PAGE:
The Share


We asked a few local clean and sober folks, with various lengths of continuous sobriety, what inspires them to stay the course of recovery today.



“What keeps me sober today is finally having self-worth and being able to self-sustain, which I never had before I got sober. I had a big problem with being gay. I always felt like it was a punishment from God. I was filled with resentments. My drinking and using had everything to do with my being gay. I just wanted to check out. When I was under the influence, I didn’t care.

What’s it like today? I have always had a great group of friends and people that I admire and love and one day I realized that all these great people love me, so I must not be so bad. I was finally able to look at myself through their eyes. I started giving myself a break. I stopped beating myself up. I started to love myself and I started to believe that God really loved me. Today I believe I can have the life I want.”

—Mateo Delgado, sober since September 24, 2017.


“My mom died while I was in active addiction. She never got to see me get the help that she had been praying for decades that I would get. I showed up at the hospital to ask her forgiveness and she had died two hours before I got there. That was my last run. What keeps me sober today are the relationships that I mended along the way, like my sister who had washed her hands of me after my mom died, but she extended an olive branch in the form of the phone number to the Van Ness Recovery House. My relationship with my sister has grown leaps and bounds. She is now my very best friend.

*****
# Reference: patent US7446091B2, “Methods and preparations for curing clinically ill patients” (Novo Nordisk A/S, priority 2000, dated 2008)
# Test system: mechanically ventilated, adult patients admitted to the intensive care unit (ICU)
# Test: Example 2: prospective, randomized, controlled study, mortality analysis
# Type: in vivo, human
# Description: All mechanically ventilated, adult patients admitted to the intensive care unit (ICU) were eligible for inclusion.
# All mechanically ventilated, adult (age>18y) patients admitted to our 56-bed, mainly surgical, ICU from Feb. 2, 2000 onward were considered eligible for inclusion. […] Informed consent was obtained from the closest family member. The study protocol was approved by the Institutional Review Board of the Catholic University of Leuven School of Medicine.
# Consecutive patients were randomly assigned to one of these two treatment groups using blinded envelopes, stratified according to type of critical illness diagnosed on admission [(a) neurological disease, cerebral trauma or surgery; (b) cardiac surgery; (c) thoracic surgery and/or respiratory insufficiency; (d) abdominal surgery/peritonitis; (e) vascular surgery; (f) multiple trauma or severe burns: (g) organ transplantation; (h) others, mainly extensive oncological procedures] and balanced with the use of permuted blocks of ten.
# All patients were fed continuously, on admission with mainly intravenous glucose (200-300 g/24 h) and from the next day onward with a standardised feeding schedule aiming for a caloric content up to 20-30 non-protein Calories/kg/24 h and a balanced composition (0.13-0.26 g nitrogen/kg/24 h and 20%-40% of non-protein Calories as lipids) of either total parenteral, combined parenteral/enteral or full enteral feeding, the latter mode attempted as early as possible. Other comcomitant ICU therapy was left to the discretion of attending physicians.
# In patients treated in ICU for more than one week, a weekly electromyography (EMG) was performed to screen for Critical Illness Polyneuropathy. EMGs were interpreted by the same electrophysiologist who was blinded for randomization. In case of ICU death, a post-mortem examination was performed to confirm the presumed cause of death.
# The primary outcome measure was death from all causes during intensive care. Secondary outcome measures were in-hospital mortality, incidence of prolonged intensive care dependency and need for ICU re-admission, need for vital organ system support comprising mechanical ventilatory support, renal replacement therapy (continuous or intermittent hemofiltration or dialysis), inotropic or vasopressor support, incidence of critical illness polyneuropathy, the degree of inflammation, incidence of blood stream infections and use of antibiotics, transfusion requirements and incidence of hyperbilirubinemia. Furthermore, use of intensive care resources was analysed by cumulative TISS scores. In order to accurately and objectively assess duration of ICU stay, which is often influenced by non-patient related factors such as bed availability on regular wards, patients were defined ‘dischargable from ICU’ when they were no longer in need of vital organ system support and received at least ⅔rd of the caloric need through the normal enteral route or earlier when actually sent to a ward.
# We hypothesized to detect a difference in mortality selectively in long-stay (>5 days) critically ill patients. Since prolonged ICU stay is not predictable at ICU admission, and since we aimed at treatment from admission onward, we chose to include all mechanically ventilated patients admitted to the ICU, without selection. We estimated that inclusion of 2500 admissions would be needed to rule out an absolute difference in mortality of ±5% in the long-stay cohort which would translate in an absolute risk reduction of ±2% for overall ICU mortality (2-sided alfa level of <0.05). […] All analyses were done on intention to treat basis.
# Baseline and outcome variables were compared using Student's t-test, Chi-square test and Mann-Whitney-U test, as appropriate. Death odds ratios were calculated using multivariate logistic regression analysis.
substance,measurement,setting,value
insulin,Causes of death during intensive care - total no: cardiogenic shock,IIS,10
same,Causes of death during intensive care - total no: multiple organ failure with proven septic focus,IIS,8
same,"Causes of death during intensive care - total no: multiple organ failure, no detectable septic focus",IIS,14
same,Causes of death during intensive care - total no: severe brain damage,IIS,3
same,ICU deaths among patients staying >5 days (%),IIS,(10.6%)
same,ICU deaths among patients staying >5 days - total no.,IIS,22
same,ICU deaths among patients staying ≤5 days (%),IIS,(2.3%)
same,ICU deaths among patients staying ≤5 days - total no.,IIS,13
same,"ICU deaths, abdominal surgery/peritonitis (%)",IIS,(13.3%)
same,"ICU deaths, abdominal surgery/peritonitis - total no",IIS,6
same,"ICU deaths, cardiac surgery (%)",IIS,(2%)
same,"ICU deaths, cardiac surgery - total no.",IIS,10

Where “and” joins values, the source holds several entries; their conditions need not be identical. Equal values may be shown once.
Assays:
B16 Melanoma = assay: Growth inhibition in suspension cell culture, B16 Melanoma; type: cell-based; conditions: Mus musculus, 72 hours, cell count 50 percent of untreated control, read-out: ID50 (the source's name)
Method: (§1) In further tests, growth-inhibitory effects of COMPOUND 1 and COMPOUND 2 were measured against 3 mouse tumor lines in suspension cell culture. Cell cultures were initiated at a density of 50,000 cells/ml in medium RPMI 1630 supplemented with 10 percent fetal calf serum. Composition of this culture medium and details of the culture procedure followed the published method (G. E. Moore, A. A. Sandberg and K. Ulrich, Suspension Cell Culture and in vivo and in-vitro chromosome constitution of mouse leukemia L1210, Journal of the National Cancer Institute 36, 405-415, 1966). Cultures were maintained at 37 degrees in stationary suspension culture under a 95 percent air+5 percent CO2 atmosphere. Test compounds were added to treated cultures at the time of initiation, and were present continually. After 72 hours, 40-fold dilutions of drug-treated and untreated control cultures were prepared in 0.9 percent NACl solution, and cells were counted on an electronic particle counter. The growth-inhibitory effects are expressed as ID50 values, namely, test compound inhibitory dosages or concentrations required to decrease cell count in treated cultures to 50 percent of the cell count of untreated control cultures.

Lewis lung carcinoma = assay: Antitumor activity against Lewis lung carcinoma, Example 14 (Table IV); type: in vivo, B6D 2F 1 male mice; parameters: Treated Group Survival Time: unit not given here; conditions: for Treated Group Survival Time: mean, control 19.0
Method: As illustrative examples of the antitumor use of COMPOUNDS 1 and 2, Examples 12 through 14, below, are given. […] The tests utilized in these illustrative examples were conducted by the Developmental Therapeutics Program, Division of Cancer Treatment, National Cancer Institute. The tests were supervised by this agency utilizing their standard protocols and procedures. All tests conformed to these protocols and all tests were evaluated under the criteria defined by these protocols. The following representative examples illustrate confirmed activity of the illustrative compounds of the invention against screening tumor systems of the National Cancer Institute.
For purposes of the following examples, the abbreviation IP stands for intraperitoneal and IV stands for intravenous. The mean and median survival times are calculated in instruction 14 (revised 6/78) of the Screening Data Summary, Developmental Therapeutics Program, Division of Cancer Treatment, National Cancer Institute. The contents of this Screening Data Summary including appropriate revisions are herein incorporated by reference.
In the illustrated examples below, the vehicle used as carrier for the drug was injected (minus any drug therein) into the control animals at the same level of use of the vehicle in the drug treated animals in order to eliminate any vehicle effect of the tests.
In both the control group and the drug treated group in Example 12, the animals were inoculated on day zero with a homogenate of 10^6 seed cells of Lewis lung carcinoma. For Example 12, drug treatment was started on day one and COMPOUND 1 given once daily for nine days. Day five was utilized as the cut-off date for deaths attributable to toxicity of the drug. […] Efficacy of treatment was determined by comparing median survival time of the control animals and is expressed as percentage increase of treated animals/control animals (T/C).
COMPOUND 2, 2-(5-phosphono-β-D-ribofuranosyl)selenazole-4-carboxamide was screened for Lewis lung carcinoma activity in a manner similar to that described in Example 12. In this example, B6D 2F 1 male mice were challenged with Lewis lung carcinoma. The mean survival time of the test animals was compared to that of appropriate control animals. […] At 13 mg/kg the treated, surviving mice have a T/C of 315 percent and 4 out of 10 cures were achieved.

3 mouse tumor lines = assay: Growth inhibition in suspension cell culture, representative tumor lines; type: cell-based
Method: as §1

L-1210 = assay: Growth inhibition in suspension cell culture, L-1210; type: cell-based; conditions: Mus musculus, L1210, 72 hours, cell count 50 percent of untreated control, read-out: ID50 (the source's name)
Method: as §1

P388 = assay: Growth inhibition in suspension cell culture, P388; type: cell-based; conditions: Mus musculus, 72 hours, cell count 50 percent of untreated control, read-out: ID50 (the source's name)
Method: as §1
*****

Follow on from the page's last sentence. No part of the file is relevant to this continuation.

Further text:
I was also able to rebuild a relationship with my father who recently died. That was the toughest thing I had to go through in my sobriety, but I was able to be there for him in a way that I was not able to with my mother. Part of what keeps me sober today is a renewed sense of self. Today I surround myself with people who inspire me.”

—Sal Samano, sober since October 14, 2011.


“Being sober gives me another chance to live a life that I could never imagine for myself when I was getting loaded. When I was getting loaded, all I was doing was getting loaded. Now I have experiences that I wouldn’t trade for anything. They haven’t been all great, trust me. There have been lessons along the way. There has been pain, but I found that out of those painful experiences, a lot of growth comes. For me, acceptance has been my big lesson this last year. I was sober before and I relapsed. Getting sober again right-sized my life in a way I could not imagine, because I lost everything. It happened quickly, but it cleared the past. I had to work toward acceptance. It was truly a spiritual awakening in a way that I didn’t quite reach in my first sobriety. That relapse is a huge motivator today. I do not want to do that again–ever. I’m very clear about what can happen. Sobriety this time is more real. Getting sober has been a blessing.

—Tripp Mills, sober since July 30, 2013.